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Tamarindo History

The Spanish Conquest

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The Spanish Conquest

Gil Gonzales Davila discovered the Nicoya Peninsula in 1522. He was the first Spaniard to visit the beautiful valley ruled by the Chorotegan Chief Diria. At the time of the conquest, the site of present-day Santa Cruz was one of the most populated areas in the region and remained large throughout the colonial period. (When the Nicoya Peninsula was annexed to Costa Rica in 1824, Santa Cruz had a bigger population than Nicoya or Liberia.)

January 1520. González presented his royal commission to the governor of Panama, authorizing him to examine the tax records of the colony of Panama and prepare the expedition for exploration of the Pacific coast of Central America. The governor, known as Pedrarias, was a cruel man who resented anyone else entering his territory. He inhibited Gonzalez's efforts to obtain seaworthy ships, supplies, and men for the expedition. Unable to acquire ships, González and his partner Niño constructed their own. They finally set sail on January 26, 1522, but were forced to land in western Panama after four days because of leaking ships. González disembarked with the main body of the army, and marched northwest along the coast. Niño, after making repairs, sailed along the coast until he reached a gulf along the Nicaraguan coast.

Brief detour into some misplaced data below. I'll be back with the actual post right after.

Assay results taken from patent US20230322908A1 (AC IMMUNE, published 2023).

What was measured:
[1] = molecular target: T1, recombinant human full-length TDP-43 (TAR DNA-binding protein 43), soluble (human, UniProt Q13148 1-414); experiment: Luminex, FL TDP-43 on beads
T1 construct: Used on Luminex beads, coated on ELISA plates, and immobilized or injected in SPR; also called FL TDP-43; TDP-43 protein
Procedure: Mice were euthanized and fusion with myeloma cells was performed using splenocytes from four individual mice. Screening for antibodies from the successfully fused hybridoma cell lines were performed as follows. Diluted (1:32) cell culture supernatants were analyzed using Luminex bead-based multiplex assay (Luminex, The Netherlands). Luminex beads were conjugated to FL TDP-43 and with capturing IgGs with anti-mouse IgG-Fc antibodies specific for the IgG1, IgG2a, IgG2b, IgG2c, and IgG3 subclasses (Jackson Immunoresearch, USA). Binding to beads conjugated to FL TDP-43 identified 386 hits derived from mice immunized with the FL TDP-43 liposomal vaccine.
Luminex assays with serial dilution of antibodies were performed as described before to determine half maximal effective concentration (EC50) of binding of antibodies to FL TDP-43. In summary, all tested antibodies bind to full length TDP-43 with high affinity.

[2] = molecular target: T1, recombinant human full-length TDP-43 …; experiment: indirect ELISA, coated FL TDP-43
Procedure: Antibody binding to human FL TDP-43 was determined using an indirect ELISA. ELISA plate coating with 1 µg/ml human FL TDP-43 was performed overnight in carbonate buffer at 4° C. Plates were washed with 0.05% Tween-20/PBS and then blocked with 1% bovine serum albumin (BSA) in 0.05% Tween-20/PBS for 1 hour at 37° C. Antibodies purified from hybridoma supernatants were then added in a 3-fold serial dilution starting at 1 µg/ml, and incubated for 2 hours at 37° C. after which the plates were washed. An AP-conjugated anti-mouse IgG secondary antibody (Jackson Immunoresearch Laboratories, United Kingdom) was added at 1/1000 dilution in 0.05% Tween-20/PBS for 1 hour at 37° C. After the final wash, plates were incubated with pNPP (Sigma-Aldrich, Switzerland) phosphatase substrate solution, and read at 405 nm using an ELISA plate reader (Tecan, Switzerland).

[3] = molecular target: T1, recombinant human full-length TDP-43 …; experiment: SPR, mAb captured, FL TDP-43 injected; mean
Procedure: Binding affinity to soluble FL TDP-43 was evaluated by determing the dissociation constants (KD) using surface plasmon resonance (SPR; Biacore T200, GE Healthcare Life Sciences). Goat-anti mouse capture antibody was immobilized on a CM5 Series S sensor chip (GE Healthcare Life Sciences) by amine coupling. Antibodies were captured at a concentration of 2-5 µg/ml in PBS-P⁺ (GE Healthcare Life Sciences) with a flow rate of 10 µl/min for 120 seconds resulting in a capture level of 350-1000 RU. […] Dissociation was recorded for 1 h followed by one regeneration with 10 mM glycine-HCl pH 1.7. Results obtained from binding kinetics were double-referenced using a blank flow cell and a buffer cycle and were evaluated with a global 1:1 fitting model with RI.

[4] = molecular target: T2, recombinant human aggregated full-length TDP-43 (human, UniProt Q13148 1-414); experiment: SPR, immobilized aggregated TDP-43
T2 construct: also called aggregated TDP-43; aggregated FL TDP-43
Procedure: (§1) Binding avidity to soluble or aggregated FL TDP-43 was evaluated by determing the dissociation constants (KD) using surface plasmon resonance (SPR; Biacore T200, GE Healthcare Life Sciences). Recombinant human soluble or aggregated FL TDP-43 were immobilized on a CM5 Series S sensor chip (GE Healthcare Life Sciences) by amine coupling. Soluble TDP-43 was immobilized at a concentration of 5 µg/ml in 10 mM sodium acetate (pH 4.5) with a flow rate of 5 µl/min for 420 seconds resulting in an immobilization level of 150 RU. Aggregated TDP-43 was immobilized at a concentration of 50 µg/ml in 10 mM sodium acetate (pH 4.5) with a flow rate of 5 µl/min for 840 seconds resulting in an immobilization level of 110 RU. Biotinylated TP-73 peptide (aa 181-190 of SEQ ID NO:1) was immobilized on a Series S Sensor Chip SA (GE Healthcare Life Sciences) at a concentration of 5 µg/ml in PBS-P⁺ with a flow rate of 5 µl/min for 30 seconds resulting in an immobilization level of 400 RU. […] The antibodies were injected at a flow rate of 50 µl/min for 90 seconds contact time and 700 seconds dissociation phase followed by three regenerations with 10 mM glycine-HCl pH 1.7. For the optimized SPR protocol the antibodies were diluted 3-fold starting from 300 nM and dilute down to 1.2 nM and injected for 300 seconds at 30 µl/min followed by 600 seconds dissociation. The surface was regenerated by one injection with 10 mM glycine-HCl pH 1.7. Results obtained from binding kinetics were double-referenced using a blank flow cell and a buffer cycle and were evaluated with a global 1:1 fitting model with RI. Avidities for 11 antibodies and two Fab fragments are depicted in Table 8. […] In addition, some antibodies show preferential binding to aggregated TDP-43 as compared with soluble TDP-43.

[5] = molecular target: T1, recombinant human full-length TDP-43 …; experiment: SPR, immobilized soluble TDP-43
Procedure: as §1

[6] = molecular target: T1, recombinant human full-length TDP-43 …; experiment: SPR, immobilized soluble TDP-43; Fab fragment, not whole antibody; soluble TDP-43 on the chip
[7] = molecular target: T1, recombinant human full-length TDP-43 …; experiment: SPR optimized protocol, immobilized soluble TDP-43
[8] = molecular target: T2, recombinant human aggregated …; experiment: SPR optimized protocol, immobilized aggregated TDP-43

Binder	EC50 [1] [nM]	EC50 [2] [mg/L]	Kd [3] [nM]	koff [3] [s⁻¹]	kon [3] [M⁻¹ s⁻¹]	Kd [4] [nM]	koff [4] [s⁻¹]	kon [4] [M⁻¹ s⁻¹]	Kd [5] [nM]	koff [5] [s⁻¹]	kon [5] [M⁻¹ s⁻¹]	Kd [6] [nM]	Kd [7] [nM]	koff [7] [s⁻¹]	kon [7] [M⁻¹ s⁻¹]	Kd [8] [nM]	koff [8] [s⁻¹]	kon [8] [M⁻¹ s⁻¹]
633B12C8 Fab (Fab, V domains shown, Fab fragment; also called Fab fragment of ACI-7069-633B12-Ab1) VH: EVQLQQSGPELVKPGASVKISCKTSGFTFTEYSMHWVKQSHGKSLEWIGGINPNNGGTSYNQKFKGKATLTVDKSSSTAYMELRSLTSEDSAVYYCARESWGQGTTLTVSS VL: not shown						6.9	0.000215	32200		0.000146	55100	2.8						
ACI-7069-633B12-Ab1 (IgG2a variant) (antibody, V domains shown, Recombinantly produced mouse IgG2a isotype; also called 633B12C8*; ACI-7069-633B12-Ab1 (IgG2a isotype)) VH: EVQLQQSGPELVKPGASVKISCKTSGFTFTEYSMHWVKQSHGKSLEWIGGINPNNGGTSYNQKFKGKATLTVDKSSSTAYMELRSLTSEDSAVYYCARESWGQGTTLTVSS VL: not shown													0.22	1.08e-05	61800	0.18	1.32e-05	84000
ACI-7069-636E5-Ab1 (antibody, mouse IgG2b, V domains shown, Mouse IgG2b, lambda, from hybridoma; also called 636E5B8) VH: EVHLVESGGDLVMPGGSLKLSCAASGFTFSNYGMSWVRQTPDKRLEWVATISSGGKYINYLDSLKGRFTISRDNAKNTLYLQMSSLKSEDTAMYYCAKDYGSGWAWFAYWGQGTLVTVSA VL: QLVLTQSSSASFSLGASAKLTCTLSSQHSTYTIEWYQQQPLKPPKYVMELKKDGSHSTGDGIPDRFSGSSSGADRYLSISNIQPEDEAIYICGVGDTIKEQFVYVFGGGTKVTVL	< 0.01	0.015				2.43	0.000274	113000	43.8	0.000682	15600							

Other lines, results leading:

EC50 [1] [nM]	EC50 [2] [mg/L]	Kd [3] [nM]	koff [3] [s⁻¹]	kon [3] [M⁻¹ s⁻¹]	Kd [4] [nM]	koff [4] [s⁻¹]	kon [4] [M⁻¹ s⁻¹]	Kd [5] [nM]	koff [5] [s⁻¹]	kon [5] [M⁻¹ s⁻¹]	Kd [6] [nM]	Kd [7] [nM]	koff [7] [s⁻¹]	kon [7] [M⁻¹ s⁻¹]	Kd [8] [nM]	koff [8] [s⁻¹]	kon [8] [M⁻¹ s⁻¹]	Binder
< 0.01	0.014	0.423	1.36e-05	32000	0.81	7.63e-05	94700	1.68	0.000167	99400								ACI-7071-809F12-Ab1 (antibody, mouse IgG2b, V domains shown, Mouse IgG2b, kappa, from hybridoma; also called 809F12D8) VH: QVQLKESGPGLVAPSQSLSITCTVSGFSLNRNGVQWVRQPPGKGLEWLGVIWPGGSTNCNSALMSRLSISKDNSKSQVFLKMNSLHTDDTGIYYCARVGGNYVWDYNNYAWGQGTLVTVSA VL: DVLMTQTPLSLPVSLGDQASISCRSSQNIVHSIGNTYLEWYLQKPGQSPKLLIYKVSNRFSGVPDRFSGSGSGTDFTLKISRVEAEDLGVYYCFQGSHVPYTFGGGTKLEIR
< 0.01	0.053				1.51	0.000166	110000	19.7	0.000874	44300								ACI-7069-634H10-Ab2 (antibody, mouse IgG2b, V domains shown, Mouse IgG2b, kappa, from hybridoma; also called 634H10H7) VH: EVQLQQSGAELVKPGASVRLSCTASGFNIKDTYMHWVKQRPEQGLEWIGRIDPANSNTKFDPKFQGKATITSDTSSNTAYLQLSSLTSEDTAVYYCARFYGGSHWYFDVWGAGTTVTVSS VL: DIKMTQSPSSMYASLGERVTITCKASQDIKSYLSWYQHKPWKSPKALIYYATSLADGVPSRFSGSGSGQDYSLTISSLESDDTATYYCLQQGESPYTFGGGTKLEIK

When Gonzales Davila and his men entered the Gulf of Nicoya, they found a sunny country of maize fields, orchards, and plaster towns, which must have seemed fabulous enough after the months of trekking through rain forest, reminiscent of Andalusia. When the Spaniards entered the town of Nicoya, the cacique not only gave Dávila gold worth 14,000 castellanos, but allowed himself and 6,000 subjects to be baptized. The Nicoyans told of an even richer town beside a great lake to the north, but warned Davila about its cacique named Nicarao. Davila pushed on to Lake Nicaragua anyway, and the feared Nicarao gave the Spaniards 15,000 castellanos worth of gold and allowed himself and 9000 subjects to be baptized. Davila gave him a silk cape, a red cap, and some costume jewelry on return, which may have caused Nicarao second thoughts. He began asking awkward questions, such as why the almighty and benevolent Christian God had made darkness and cold when warmth and light were so much nicer.

Another cacique named Diriangen then appeared, leading a procession including ten men with banners, 17 women covered with gold disks, five trumpeters, and 500 subjects carrying turkeys. Diriangen made an appointment to be baptized, but missed it, instead attacking the Spaniards with a force of 3000. Davila repelled him, but decided to retreat back to Panama with gold worth 112,525 castellanos. Thus began the legend of great wealth to be found in the land of the Chorotegas. The Spaniards called this land Mahomet´s Paradise, named for the story of heaven told them by the Moors who ruled Spain for 100s of years, until 1492, just 30 years prior to Davila’s trip to the Chorotega region.

Edited from articles that first appeared in the original Tamarindo News.

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